Losing any amount of weight requires you to burn more calories than you consume. Since 1 lb. equals 3,500 calories, for 20 lbs. you must create a 70,000 calorie deficit over several weeks. The most successful rate of weight loss is 1 or 2 lbs. per week says Joanne Larsen, R.D. on Ask the Dietitian, meaning with the right foods and strategies, you could lose 20 lbs. in just about 10 weeks.
Significance of Calories
Calories are what matter for weight loss, not the particular combinations or macronutrient ratios. A study published in the "New England Journal of Medicine" in February 2009 compared four different diet plans with disparate amounts of fat, carbohydrates and proteins. The Harvard researchers concluded that it was ultimately the low-calorie nature of the diets that yielded loss, not the food combinations. Eat fewer calories than you use, and you will lose your 20 lbs. Do not go below 1,200 calories a day as a woman or 1,500 as a man warns MedLine Plus website.
You could technically lose weight by ingesting donuts and French fries all day as long as you ate below your daily burn rate. However, your serving sizes would be exceptionally small to fit your calorie target. In addition, you would experience nutritional deficiencies, lose muscle mass and put yourself at risk for healthy problems related to too much saturated fat and sugar. A better strategy is to emphasize balanced meals that include reasonable portions of healthy foods most of the time. This supplies you with adequate nutrition for growth and energy, as well as allows you to eat large enough servings to not feel deprived and frustrated while dieting.
Types of Foods
To lose 20 lbs. at a rate of 1 or 1 lbs. per week, emphasize whole foods with a low calorie density. Build your meals around watery, green vegetables which offer nutrition and fiber, but not a lot of calories per serving. You can eat 3 cups of raw spinach for just 15 calories, while a small order of fries from McDonalds costs you 230 calories. Choose lean proteins--fish, skinless turkey or chicken breast, shrimp or very lean beef--and eat just two to three, 3 oz. portions daily. Measure out ½ cup servings of grains--or one slice of bread--at each of your meals and snacks and go for whole varieties as much as possible--choosing brown rice over white, whole wheat bread over white and oatmeal instead of puffed rice. If you want to lose your 20 lbs. quickly, you do not have a lot of room for discretionary calories that come from saturated fats that include butter and fatty meats, sugars from sodas or candy or alcohol.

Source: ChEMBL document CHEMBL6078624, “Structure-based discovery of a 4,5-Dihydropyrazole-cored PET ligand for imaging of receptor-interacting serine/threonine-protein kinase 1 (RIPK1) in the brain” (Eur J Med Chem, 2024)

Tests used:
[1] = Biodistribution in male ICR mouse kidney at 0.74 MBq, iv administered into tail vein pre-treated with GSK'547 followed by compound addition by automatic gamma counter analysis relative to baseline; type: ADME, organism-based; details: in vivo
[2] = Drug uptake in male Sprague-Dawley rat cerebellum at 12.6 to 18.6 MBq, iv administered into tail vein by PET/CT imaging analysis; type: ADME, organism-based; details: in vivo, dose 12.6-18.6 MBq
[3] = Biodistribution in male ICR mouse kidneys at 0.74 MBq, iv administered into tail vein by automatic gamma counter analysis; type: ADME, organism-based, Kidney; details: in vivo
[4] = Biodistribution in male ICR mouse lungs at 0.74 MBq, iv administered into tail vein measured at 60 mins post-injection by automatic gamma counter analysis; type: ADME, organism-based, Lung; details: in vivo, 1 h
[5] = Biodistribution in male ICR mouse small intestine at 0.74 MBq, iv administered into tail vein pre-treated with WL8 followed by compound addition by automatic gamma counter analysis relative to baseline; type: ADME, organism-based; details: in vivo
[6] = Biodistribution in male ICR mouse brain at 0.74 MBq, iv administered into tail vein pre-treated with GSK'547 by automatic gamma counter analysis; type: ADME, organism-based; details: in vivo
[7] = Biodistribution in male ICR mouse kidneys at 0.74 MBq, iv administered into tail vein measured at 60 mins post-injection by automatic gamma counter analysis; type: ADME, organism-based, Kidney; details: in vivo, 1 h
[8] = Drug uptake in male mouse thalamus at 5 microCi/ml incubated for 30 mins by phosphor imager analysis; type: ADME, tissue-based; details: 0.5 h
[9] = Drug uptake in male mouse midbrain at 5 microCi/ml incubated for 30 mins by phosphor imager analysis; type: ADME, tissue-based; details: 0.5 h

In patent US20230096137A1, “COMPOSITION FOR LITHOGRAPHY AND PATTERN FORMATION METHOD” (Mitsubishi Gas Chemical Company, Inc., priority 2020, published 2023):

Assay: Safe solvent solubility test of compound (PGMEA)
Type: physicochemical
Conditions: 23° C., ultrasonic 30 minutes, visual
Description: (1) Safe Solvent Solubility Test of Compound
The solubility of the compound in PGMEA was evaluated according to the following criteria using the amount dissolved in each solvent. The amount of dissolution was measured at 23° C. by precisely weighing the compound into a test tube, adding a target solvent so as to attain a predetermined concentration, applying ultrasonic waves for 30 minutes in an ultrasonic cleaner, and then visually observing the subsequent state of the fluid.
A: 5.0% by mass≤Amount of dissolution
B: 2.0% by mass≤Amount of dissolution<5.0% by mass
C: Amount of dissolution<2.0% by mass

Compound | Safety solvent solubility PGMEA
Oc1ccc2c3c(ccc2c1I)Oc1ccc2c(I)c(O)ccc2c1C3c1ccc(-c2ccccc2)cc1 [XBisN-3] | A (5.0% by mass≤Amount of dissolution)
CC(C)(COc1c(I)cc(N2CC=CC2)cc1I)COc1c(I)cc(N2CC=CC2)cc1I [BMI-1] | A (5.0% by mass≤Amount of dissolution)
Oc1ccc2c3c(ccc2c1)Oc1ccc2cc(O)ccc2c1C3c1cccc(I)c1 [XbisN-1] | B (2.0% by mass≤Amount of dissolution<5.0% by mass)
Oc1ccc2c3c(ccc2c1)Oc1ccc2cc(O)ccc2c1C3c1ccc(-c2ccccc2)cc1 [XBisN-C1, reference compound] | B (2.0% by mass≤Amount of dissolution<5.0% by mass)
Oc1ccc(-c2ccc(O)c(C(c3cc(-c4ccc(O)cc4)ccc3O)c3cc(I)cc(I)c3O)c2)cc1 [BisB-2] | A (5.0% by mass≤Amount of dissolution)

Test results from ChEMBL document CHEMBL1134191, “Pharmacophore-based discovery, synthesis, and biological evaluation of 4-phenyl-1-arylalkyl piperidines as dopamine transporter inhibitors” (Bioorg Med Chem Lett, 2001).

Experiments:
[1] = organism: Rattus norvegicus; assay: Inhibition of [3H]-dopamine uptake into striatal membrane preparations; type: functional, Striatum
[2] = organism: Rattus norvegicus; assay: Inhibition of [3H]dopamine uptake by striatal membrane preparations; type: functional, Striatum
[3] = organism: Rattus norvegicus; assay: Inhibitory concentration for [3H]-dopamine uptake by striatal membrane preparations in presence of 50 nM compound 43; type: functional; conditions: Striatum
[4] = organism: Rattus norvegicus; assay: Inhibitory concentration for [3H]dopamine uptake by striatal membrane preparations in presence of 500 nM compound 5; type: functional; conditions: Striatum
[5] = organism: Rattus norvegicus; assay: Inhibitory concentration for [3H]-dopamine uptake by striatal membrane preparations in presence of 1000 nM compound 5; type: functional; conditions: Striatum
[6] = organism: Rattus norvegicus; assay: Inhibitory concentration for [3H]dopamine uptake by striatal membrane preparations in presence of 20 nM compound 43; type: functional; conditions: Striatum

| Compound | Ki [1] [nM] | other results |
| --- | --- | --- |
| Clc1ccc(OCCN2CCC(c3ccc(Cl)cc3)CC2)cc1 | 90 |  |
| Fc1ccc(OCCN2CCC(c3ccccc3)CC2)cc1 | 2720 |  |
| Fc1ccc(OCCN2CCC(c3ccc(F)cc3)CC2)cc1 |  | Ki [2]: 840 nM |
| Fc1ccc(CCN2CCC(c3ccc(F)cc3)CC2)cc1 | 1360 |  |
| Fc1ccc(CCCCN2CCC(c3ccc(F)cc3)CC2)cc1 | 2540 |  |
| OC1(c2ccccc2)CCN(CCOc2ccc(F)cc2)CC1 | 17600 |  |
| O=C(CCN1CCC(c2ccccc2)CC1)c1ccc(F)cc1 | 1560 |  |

Many people think that fat is the enemy when they are trying to lose weight. The body needs fat to pad the internal organs, regulate hormone production, keep the hair and skin healthy and absorb specific vitamins. All fats are not optimal for your health or weight loss goals. A diet to lose 20 lbs. will emphasize unsaturated fats--such as the ones found in olive and canola oil, avocados, fatty fish, nuts and seeds. Shoot for 25 percent to 35 percent of your daily calories to come from these healthy sources, and avoid saturated fats and cut out trans fats--found in processed foods--altogether, advises the American Heart Association.
Although you can lose weight by dieting alone, you will probably have more success combining the right kinds of foods with exercise. Eighty-nine percent of the National Weight Control registry members--an ongoing research group of successful losers who have kept an average of 66 lbs. off for over five years--used diet and exercise to achieve their goals. Only 10 percent used diet alone, and 1 percent used exercise only says the American Council on Exercise. Follow American College of Sports Medicine Guidelines and try to incorporate about an hour of moderate intensity cardiovascular activity five times per week to boost your weight loss results.
- Ask the Dietitian: Overweight and Weight Loss
- American Heart Association: Know Your Fats
- MedlinePlus: Tips for Losing Weight
- New England Journal of Medicine: Comparison of Weight-Loss Diets with Different Compositions of Fat, Protein, and Carbohydrates
- American Council on Exercise: Weight Loss
- American College of Sports Medicine: Physical Activity Guidelines